THE BLOG
16/03/2015 08:18 GMT | Updated 12/05/2015 06:59 BST

Why Law Firms Need to Move with the Times

As I proudly begin my journey as a public speaker--having been asked to take part in presentations for various bodies from schools to the Law Society--my thoughts turn to what my message should be. I'm certainly not short of topics and my overall message is about equality and how women can have it all, without making a compromise between glamour and professionalism. However, my upcoming talk for LegalEx is aimed at the legal industry. It will have to be more tailored and deliver a message that a firm can take forward to improve their offering.

So I will start with the thing I know best: my business, The Link App. More specifically, why I created it: the frustration caused by ineffective communication between lawyers and their clients and how technology can solve this problem.

I laugh to myself while I think of the presentation slides that might accompany my talks. I believe lawyers have a better sense of humour than they are given credit for so a clip of a dinosaur roaming supreme over the Earth, followed by a picture of its skeleton in the Natural History Museum and some quip about it becoming extinct is the most obvious. It's a joke on the surface but underneath it, there is a real message. There are many more law firms who have folded than is comfortable to think of. According to figures from the Solicitors Regulation Authority, there were 10,726 practising firms in England and Wales in September 2013, a month-on-month fall of more than 200 and the smallest number since the regulator began keeping records in August 2009. This is devastating when you consider the loss of jobs and the loss of competition and services for clients.

We, as legal practitioners, need to change. If you keep doing the same thing, you will almost certainly get the same results. Don't you want to improve them? Change can be a good thing. We need to move with the times and adopt technology in order to improve our offering to clients and to run the most cost-effective practices out there. I could talk for hours about the benefits of The Link App to both law firms and clients alike, but this is not a sales pitch. In the absence of details about The Link App, I will say one of the most basic things I say during meetings with law firms, which is simply: "There is an app for everything!" Of course, that does a massive disservice to my app and its capabilities but nevertheless, it is true.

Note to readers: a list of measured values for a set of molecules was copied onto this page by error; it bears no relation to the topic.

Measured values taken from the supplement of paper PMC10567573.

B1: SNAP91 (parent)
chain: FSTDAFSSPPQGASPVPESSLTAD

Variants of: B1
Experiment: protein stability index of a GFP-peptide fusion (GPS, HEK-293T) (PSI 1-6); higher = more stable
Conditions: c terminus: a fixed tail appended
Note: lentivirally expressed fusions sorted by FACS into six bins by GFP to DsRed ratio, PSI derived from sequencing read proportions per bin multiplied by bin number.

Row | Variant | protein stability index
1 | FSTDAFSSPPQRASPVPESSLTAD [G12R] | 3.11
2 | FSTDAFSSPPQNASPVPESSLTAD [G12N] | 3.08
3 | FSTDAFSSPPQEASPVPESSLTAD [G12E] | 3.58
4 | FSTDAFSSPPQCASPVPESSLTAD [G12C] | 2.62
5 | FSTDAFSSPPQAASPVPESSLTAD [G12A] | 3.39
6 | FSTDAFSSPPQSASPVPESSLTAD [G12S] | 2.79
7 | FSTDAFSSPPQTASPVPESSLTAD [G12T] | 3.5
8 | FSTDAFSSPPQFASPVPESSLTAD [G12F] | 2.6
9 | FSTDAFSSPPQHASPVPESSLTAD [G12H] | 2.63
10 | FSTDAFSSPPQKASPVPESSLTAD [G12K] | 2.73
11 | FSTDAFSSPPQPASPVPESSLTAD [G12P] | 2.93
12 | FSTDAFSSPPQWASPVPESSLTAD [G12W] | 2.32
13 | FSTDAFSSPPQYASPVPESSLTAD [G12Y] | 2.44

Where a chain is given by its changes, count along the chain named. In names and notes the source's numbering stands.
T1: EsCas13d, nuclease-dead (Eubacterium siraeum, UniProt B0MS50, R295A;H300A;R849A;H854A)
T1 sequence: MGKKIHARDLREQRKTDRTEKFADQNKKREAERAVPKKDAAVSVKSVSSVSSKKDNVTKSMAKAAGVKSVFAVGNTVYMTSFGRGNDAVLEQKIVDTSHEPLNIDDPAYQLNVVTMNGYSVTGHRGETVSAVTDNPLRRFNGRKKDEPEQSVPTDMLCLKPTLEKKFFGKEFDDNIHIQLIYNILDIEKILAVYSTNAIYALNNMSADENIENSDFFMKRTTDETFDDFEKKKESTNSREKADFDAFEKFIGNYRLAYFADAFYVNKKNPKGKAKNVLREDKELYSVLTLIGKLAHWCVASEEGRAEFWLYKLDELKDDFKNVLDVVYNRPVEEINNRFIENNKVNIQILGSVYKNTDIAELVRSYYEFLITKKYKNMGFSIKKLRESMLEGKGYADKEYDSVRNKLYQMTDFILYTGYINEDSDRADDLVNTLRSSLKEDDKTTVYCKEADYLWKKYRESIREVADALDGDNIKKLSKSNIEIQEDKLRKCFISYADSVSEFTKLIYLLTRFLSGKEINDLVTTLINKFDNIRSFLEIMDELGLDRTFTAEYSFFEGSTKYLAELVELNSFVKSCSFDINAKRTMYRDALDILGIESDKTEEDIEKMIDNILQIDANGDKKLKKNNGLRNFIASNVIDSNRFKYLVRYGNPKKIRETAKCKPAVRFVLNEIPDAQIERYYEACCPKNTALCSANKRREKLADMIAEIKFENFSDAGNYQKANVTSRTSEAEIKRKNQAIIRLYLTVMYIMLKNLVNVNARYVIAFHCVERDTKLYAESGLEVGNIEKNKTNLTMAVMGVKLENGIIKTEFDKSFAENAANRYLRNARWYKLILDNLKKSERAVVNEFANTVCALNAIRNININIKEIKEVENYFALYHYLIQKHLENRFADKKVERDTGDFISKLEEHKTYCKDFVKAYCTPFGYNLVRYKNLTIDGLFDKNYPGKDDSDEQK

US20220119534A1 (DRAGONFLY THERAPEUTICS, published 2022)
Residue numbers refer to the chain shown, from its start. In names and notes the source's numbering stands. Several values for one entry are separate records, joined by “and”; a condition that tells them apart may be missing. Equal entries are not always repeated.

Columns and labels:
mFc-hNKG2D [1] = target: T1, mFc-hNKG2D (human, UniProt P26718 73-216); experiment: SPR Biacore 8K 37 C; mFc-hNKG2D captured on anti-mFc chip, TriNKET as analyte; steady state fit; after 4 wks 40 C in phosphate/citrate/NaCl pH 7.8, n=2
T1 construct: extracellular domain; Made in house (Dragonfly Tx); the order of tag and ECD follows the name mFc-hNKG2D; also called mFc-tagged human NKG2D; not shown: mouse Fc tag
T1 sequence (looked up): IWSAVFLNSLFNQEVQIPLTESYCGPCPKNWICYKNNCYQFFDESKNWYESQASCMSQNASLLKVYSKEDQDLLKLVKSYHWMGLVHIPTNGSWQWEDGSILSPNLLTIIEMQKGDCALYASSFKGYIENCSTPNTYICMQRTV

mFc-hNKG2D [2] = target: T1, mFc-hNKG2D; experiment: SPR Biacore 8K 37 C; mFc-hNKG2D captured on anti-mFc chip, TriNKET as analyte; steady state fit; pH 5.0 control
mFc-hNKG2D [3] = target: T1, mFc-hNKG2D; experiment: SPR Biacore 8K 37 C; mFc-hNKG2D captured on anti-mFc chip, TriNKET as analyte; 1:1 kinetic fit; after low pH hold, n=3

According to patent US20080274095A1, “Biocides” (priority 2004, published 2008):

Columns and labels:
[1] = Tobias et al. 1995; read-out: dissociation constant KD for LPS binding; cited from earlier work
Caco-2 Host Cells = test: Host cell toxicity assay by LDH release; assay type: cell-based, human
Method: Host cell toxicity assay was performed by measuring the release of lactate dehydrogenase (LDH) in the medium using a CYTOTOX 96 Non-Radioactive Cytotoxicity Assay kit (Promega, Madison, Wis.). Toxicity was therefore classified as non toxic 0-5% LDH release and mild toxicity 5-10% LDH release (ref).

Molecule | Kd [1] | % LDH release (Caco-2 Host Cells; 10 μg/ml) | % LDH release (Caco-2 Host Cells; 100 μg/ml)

Let me use the banking industry as an example. I barely use my online banking facility, let alone go into a physical building to bank because it's just so much more convenient and quite frankly more time-efficient to use an app. Apps can be accessed 24 hours a day, 7 days a week. I even use one company's app to inform my decisions about choosing where to take my business. Without a word of exaggeration, if a bank offers a superior piece of technology, I know this means more time is going to be saved during the course of my professional relationship with them. Time is money to me and that company will win every time. Why should the law be any different? The answer is it shouldn't! We have just been slower on the uptake and are not reaping the rewards as other professional service sectors have.

Am I being too hard on my profession? I don't think so. I am passionate about law firms and their plight, and anything that can be remotely considered harsh is coming from a good place and is what I would call 'tough love'. I'd rather call you a dinosaur and see you prosper than not and see you fail.

I am not the only lawyer feeling frustrated and pushing for change; there are many of us. I recently met with fellow solicitor and entrepreneur Mark Needham, founder of http://www.legalproposals.com. Mark says: "We live in the Age of Information. Just like our ancestors experienced the Industrial Revolution brought about through the industrialisation of the economy, we are all experiencing a Digital Revolution based on information computerisation. Law firms are no more immune to this than the horse and cart was immune to the mass production car - Put simply, law firms must adapt and embrace technology or face extinction."

I recently attended The Modern Law conference and was positively encouraged by the number of senior lawyers encouraging the widespread adoption of technology in the legal sector. With Sir Michael Pit, Chairman of the Legal Services Board saying it is a"tough economic outlook for lawyers and barristers" and "legal service providers have to be willing to adapt".

So the moral is: do not be a dinosaur; move with the times; offer your clients better service and, more pertinently, your firm the best chance in a competitive market; embrace technology like a long-lost relative (who you know is going to make you rich or, at the very least, give you the edge over your competitors); and, what is more, enjoy the ride. We are on the edge of very exciting times indeed!